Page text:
Here’s a letter to the Wall Street Journal:
Terri Sewell and Jim Kessler correctly argue that a one-size-fits-all national minimum wage makes no sense because different workers face different economic conditions depending on where they live (“A Better Minimum Wage ,” August 9). But in calling for Uncle Sam to set minimum wages regionally rather than nationally, these authors fail to follow fully the sound logic of their argument.
Worker conditions vary not just regionally; they vary individually – from worker to worker and from job to job. While it is indeed absurd to suppose that there is a single optimal minimum wage for all low-skilled workers in both Boston and Biloxi, it is no less absurd to suppose that there is a single optimal minimum wage for all low-skilled workers in Boston and another such wage for all low-skilled workers in Biloxi. Even low-skilled workers in the same city block differ amongst themselves in their talents, experience, interests, attitudes, constraints, energy, and plans. Likewise, jobs for low-skilled workers differ in their demands, fringe benefits, and employment amenities.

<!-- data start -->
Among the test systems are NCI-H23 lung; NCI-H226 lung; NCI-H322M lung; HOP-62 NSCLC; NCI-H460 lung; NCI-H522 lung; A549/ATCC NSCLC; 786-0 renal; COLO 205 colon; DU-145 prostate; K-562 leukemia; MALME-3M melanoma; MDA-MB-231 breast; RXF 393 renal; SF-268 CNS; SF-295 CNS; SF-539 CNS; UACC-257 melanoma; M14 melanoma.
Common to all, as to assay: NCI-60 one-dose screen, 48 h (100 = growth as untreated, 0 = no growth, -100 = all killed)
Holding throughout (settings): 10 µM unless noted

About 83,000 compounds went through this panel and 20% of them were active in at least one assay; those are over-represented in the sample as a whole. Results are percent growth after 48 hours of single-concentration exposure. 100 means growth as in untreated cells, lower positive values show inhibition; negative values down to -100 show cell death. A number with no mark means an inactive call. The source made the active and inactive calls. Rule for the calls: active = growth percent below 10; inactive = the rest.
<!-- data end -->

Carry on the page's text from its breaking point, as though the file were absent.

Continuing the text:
The notion that politicians can set an ‘optimal’ minimum wage even for a tiny group of workers turns out to be no less fanciful than is the notion that politicians can set an ‘optimal’ minimum wage for an entire nation. Therefore, compared to having no mandated minimum wages whatsoever, even minimum wages set regionally would inevitably reduce and worsen the employment options available to low-skilled workers.
Donald J. Boudreaux
Professor of Economics
Martha and Nelson Getchell Chair for the Study of Free Market Capitalism at the Mercatus Center
George Mason University
Fairfax, VA 22030
We can all agree that if government were determined to mandate which flavors of ice cream may or may not be made available for sale, doing so regionally would be better than doing so nationally. But we should also agree that the best policy is to have no ice-cream-flavor mandates at all. The same conclusion holds for wages.